How AI-driven ‘voicebots’ can help airline personnel — and their companies

Airline workers have it tough.

A new generation of voice-driven software bots promises to make their work easier.

Airline employees, whether pilots, flight attendants or maintenance/repair/overhaul (MRO) technicians, are often called on to perform challenging tasks — and in a hurry. Think of a pilot dealing with mechanical failure, a flight attendant who can’t make a connection due to bad weather or a technician urgently needing a crucial part that’s out of stock.

To help solve these tough challenges in real time, a new generation of “voicebots” leverages two advanced approaches:

  • The first, natural language processing (NLP), lets machines and humans interact using “natural” (that is, human) languages.
  • The second, machine learning (ML), is a subset of AI that empowers computer systems to build mathematical models based on observed patterns.

Voicebots eliminate the need to type, click or point. Instead, a worker can simply speak normally, then listen as the voicebot speaks back in response. What’s more, the latest voicebots can actually detect a speaker’s mood – for example, a sense of urgency – and then use that information to prioritize requests, such as ordering a new part.

Voicebots can also deliver important business benefits to the enterprise. For one, they empower airlines to automate tasks formerly done by hand, then expedite them based on priorities detected in a speaker’s voice. This can help airlines ease disruptions and delays, as well as lower costs and reallocate those savings to new and innovative projects. Imagine, for example, an airline that uses voicebots to ensure more efficient maintenance. If it could lower the number of flight delays by just 0.5%, the airline would enjoy total annual cost savings of $4 million to $18 million, depending on the number of daily flights.

By implementing this cutting-edge technology, airlines should also have an easier time attracting and retaining tech-savvy workers, possibly helping to mitigate the labor shortages forecast for the industry.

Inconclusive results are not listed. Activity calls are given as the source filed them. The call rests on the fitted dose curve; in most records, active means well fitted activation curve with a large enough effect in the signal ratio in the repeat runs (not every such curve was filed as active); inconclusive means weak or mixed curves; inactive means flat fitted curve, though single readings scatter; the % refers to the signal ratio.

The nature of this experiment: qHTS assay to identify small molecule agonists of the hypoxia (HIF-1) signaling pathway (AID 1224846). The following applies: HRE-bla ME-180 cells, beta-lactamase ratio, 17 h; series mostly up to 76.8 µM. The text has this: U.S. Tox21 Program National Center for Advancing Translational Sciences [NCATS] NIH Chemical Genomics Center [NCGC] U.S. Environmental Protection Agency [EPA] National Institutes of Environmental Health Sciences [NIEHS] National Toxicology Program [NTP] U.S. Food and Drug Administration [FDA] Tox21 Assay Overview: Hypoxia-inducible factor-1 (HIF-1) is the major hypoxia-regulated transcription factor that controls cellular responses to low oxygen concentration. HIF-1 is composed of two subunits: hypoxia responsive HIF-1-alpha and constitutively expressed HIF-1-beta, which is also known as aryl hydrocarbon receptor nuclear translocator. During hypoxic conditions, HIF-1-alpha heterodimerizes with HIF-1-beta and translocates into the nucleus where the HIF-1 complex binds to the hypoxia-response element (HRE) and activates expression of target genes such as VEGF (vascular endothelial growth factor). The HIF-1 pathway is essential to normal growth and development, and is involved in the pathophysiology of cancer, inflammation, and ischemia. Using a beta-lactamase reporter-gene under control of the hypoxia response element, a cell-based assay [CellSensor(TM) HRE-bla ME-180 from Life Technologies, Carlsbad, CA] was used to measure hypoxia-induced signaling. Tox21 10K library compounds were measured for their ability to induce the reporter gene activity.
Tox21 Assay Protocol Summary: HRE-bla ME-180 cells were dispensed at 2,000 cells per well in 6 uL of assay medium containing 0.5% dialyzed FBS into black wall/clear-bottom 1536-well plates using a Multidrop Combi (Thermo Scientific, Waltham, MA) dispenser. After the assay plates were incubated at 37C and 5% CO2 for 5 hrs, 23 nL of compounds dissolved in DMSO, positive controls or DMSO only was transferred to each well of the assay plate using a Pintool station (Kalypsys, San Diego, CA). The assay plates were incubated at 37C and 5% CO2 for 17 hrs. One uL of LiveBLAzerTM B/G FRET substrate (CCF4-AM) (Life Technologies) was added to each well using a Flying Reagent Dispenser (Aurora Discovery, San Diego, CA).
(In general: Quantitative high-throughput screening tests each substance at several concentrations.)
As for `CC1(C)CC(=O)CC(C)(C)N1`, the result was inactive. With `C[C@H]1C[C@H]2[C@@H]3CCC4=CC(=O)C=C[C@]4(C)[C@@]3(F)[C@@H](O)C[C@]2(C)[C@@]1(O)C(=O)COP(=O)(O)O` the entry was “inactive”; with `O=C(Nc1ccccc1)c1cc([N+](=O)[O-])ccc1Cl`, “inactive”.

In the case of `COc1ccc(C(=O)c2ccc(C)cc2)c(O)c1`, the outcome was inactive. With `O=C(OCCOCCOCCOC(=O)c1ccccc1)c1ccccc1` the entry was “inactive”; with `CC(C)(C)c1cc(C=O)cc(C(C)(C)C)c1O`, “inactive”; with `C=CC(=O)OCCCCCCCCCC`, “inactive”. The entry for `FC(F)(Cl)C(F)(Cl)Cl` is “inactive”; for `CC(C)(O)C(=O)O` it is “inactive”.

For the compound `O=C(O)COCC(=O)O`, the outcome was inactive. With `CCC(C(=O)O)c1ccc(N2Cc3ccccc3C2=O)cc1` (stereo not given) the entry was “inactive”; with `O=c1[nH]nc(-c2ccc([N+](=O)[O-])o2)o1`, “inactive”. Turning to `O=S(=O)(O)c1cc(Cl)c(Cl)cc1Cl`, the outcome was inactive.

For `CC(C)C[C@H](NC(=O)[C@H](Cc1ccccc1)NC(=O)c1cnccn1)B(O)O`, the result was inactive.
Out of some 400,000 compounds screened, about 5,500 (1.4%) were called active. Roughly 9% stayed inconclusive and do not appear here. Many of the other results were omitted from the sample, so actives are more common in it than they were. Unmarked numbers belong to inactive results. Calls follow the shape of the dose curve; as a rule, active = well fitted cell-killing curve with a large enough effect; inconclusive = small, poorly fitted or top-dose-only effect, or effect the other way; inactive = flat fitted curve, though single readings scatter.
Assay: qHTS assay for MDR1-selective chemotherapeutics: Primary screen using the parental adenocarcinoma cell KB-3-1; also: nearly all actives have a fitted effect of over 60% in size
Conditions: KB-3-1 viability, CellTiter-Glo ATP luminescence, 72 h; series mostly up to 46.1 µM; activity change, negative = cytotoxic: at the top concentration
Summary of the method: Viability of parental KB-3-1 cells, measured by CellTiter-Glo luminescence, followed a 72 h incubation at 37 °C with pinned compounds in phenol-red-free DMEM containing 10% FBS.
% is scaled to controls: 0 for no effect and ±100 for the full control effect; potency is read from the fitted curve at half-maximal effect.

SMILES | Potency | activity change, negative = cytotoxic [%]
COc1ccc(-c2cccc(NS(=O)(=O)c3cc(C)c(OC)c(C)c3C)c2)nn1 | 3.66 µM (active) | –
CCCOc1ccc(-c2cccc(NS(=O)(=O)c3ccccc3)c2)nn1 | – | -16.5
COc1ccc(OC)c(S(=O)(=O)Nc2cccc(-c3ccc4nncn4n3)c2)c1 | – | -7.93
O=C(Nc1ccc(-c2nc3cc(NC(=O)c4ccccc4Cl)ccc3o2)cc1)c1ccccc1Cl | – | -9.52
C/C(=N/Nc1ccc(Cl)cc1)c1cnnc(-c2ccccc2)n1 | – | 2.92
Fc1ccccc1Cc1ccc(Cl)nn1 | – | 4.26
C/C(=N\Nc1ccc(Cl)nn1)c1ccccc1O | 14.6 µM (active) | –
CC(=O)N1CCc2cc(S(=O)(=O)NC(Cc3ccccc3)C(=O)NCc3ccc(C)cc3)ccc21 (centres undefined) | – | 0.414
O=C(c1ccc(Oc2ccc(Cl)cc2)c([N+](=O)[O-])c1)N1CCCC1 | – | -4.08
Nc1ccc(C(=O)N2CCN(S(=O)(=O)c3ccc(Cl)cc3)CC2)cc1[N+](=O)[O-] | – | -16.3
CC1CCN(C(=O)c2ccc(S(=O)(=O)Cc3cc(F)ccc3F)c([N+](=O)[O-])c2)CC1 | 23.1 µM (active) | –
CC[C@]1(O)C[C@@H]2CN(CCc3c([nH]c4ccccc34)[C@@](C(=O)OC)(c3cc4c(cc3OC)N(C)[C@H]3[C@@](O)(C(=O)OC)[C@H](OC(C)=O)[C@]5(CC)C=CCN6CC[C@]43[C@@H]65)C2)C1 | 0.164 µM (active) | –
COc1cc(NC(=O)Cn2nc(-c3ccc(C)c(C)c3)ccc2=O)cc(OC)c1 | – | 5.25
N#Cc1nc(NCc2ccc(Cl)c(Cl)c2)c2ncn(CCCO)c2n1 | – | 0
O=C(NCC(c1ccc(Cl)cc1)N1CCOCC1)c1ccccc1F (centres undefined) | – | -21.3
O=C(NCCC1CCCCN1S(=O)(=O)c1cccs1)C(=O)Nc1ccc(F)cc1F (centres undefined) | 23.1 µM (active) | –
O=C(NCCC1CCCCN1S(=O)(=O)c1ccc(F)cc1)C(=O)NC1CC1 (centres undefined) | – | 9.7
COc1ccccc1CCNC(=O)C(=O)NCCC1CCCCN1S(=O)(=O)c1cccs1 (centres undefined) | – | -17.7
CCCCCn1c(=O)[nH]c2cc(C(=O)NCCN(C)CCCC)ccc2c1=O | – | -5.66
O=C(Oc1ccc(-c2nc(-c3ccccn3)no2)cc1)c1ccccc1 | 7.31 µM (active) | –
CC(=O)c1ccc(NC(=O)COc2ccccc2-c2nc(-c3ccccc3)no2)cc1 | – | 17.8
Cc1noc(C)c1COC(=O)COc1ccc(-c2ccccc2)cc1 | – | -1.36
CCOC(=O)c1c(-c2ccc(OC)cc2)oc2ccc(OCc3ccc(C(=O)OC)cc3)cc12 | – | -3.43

Voice technology soars — in the air and on the ground

Voicebots for airline workers are part of the bigger trend of voice technology that consumers are already on board with. For example, market-watcher IDC predicts consumers worldwide will purchase more than 144 million voice-enabled smart speakers this year. The business market is ripening, too. Amazon, Google and Microsoft are all dedicating serious resources to expanding their voice technologies for B2B use.

Some airlines already use AI-powered chatbots to serve their customers. These chatbots can be programmed to understand the intent behind a customer’s request, recall an entire conversation history and respond to requests in a human-like way.

On the enterprise side, aircraft-maker Boeing is among manufacturers investing in AI and other voicebot technologies. The company is conducting research on NLP, speech processing, acoustic modeling, language modeling and speech recognition.

Real-life scenarios

How will airline employees benefit from using voicebots? Here are a few possible applications:

  • Pilots can use voicebots, both during preflight preparations and while actually flying. A complicated command from air-traffic control can take pilots up to 30 seconds to complete, turning all the knobs and hitting all the necessary buttons. A speech-recognition system can cut that time dramatically, allowing pilots to keep their eyes on the traffic and weather, and to keep the airplane safe.
  • MRO technicians can use voicebots to assist maintenance and repairs. A technician needing to replace a specific component could ask a voicebot, “Do we have this part in stock?” If the answer is negative, the bot could then find the nearest location where the part is available and arrange for it to be shipped. The voicebot could even select Express or Standard delivery based on the urgency detected in the mechanic’s voice.
  • Flight attendants can use voicebots when encountering flight delays, cancellations and other common scheduling changes. For example, a flight attendant who is snowbound in Denver could tell a voicebot, “Notify Dallas that I’m going to miss my connecting flight today. Then find someone who can fill in for me on the next flight.” The airline’s crew-scheduling system could then make the necessary changes in real time.

Getting started

Airlines looking to equip their employees with voicebots may wonder how to begin. We suggest a three-step process:

Step 1: Ideation. Begin by brainstorming. Assemble your team and ask them: What are our biggest disruptions? How could voice technology help?

Step 2: Proof of concept. With your biggest disruptions in mind, develop a potential solution using voicebots.

Step 3: MVP. Borrow a tactic from the Agile approach — create a minimum viable product. This does not need to be a perfect, complete piece of software. Instead, create just enough for early tests and feedback. Then repeat as needed.

Airlines looking to employ voicebots will also need to take on one more challenge: data access. Voicebots need quick access to all enterprise data. Yet many airlines keep their data protected in silos, mainly for security reasons. For voicebots, that makes gaining access to this data difficult and slow.

To resolve this issue, airlines need to find an acceptable balance between data security on the one hand and speedy voicebot data access on the other. This could be hard. But the alternative — doing nothing — could is even worse. Any airline that doesn’t adopt voicebots can be sure the competition will.

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